Gabriel Over the White House (1933)

Gabriel Over the White House (1933)

“We felt from the beginning that the president is really two men — but I became aware tonight, somehow, of a third being.”

When the newly elected president of the United States (Walter Huston) is injured in a car accident, he awakens a completely different man, surprising his top aide (Franchot Tone) and his personal secretary (Karen Morley) with a sudden passion for the people.


  • Character Arc
  • Depression Era
  • Fantasy
  • Franchot Tone Films
  • Karen Morley Films
  • Walter Huston Films

Made during the height of the Great Depression (just before the start of the New Deal), this fantasy film starts with a far-out premise: what if our president was suddenly invested with a supernatural version of a TBI-induced extreme personality change, shifting from a typically grandstanding but ineffectual politician to one who scolds his colleagues (“You’ve been traitors to the concept of democracy upon which this government was founded!”) to a dictator-like leader (“I can repudiate anything!”) before ordering notorious bootlegging criminals to be murdered by firing squad and world leaders to destroy their weapons? Such is the wild tale on display in this cinematic curio, a political morality tale which showcases an eerie form of fascism emerging in a figure who initially presents as an inspiring hero of the people. As DVD Savant writes in his interesting and fact-filled review, “This well made fantasy will perplex ordinary viewers while leaving political thinkers with their mouths hanging open.” It would make a fascinating double-bill with The Man Who Could Work Miracles (1936), also about the inception and outcome of supernaturally-driven “omnipotence”.

Note: I was unaware of Karen Morley’s HUAC-incited career decline; given her life-long interest in labor activism, it’s fitting that she co-starred in this film, Our Daily Bread (1934), and Black Fury (1935).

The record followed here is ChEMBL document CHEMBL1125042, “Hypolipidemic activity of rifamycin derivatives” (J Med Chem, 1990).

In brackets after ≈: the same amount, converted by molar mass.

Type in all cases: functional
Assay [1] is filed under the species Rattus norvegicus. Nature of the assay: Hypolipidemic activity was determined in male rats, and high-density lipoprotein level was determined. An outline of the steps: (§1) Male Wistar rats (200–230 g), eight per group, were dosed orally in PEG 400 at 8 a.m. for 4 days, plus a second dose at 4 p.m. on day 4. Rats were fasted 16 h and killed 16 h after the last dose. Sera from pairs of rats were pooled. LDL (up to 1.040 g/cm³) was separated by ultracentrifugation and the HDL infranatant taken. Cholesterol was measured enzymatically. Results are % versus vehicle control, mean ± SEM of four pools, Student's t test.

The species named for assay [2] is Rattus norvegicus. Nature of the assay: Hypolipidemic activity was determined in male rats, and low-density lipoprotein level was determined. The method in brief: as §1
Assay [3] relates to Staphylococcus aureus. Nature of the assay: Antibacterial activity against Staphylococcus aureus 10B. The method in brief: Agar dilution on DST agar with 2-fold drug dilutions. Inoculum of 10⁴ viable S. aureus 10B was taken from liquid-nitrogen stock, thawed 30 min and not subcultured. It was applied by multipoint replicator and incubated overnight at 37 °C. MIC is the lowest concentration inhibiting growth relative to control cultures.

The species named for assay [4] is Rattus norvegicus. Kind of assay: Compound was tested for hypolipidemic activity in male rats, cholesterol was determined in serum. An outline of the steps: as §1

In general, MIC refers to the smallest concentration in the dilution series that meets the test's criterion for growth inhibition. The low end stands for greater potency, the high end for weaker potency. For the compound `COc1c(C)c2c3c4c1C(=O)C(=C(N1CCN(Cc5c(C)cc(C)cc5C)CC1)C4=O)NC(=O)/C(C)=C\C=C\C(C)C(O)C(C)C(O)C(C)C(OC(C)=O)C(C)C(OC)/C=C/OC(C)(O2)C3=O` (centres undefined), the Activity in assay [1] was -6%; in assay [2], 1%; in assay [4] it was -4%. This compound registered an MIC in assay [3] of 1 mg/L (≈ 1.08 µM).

Redeeming Qualities and Moments:

  • Luminous cinematography

Must See?
Yes, once, for its unique storyline and historical relevance. Listed as a Cult Movie and a Personal Recommendation in the back of Peary’s book.



One thought on “Gabriel Over the White House (1933)

  1. A once-must, for its unique place in cinema history. As per my post in ‘Film Junkie’ (fb):

    “Gentlemen, I suggest you read the Constitution of the United States.”

    ‘Gabriel Over the White House’: In 1933, British novelist Thomas F. Tweed concocted a dystopian fantasy called ‘Reinhard’ which he set in the American political future (in 1950). The book related the story of a Republican Party puppet, elected POTUS, who – as the result of very direct divine intervention – pulls the rug out from under his own Party and, through what has been described as “benevolent fascism”, puts America on the road to prosperity and the world on the road to peace. (I’ve not read the book.)

    Finally finding something in literary form which reflected his own progressive political views, William Randolph Hearst snapped up the property so that his film branch could produce it. Hearst’s projects were released through MGM – whose head was staunch Republican Louis B. Mayer. Rightfully sensing that the finished film was a thinly-disguised attack on Herbert Hoover, Mayer was incensed and tried to stifle the film. However, though a portion of it was altered (with the Hays censorship office also interferring), the film was still released (once Hoover was out of office and Roosevelt was in). It was largely embraced by the public – and it got its star (Walter Huston) a personal White House invitation from Roosevelt.

    Seen through the lens of our current (ahem) Administration, ‘GOTWH’ makes for fascinating viewing. It’s not without complete hooey (I’ve always found *any* talk of world peace, anywhere… quaint, but, of course, there must be an ideal to aspire to). Its title notwithstanding, (outside of some lighting effects) there’s scant reference to religious specifics (i.e., no explanation as to why an all-powerful, omniscient Being requires an errand boy: Gabriel – except that the author or screenwriter may have been Catholic). One might find the film just as powerful if Hammond’s (Huston’s) sudden turnaround were brought on by a crisis of conscience. ~ except that a higher force leaning in from the universe secures impact.

    Whatever faults the film may have, it’s not without thought-provoking content. This Wikipedia link details what was going on in the US at the time the film was released:

Leave a Reply